Repricing has made high yield attractive again – but risks lurk for passive investors

Recent repricing in the high yield bond market presents an attractive entry point for investors seeking higher income streams but rising liquidity risks and index concentration mean buyers should beware gaining passive exposure to the asset class, according to Aegon Asset Management.

Mark Benbow, high yield portfolio manager at Aegon AM, says recent price movements have led to yields rising to levels not seen since early in the Covid-19 pandemic, providing an opportune moment to buy into a market that offers solid company fundamentals and low defaults. However, he warns that gaining exposure to the asset class through tracker funds is increasingly fraught with risk.

“Heading into 2022, the high yield bond market was a tale of two halves,” he says. “On one hand, solid company
fundamentals, balanced technicals and the ongoing economic recovery painted a supportive backdrop. On the other, valuations were historically rich, with tight spreads and low all-in yields.

“Now, with the recent repricing, valuations are starting to look more interesting, with yields around 6.75%. But investors need to be selective. If they simply buy a passive investment, they will be gaining exposure to a bond benchmark that gives the most weight to the most indebted issuers. For obvious reasons, this is an illogical way to construct a portfolio.”

In the current environment, Benbow warns that passive investors are exposing themselves not only to highly leveraged businesses, but also the liquidity risks that are unavoidable with funds that must track a benchmark.

“Liquidity is the main risk for investors in passive funds right now, particularly ETFs,” he says. “When an ETF has unitholders redeeming positions, it has no choice but to sell at the market clearing price which leads to value destruction.

“The key problem is that passive structures lack emotional intelligence. They must buy or sell even if the liquidity isn’t there. This causes passive funds to achieve worse prices than active funds.”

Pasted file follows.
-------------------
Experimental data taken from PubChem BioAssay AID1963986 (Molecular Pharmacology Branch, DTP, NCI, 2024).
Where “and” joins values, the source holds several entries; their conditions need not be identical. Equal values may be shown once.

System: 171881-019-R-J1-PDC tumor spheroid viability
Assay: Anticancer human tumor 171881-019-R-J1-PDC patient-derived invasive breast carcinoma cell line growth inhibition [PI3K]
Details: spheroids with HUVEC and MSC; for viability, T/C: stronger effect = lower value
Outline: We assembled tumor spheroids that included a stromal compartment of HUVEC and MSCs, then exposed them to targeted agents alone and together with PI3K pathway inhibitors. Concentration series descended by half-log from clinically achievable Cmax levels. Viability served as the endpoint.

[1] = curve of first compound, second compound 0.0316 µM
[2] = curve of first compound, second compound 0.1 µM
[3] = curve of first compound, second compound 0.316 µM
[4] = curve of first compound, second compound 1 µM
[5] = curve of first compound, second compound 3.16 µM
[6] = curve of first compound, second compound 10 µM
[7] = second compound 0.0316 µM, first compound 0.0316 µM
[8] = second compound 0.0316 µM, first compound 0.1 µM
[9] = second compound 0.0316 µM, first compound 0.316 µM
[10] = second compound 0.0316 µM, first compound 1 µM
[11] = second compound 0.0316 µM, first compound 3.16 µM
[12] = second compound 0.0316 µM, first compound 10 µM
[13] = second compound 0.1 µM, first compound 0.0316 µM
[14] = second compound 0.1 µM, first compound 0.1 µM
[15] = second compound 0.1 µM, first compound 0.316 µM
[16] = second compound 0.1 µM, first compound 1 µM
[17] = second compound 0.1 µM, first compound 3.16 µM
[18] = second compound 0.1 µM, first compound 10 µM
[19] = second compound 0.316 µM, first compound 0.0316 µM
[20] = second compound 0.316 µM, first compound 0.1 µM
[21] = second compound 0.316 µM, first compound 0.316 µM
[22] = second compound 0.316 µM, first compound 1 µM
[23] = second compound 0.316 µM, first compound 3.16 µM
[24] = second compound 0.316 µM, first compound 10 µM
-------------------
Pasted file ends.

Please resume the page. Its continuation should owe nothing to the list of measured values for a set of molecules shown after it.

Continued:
Benbow is concerned that investors may also underappreciate the level of sector concentration in high yield bond benchmarks, something that – notwithstanding the risk inherent in being overexposed to specific sectors – has significant ramifications for those seeking to invest through an ESG lens.

“Energy is the largest sector within the global high yield bond market (14%) while the next largest is Basic Materials (8%), which is another commodity-exposed sector,” he says. “That means passive investors are exposed to underlying commodity risks more than they might appreciate or perhaps want. Indeed, some of the most environmentally damaging businesses within high yield are in the commodity exposed sectors.”

Not only do passive funds have no ability to pivot away from these businesses, as they are forced to retain large positions, they also may encounter long-term performance problems as they are increasingly starved of capital by climate-focused investors.

“If the marginal buyer base for these sectors is shrinking, the cost of capital will rise and the sectors will underperform,” Benbow says. “Passive bond investors will be left holding large exposures, while active managers – and their investors – will be able to simply avoid them.”

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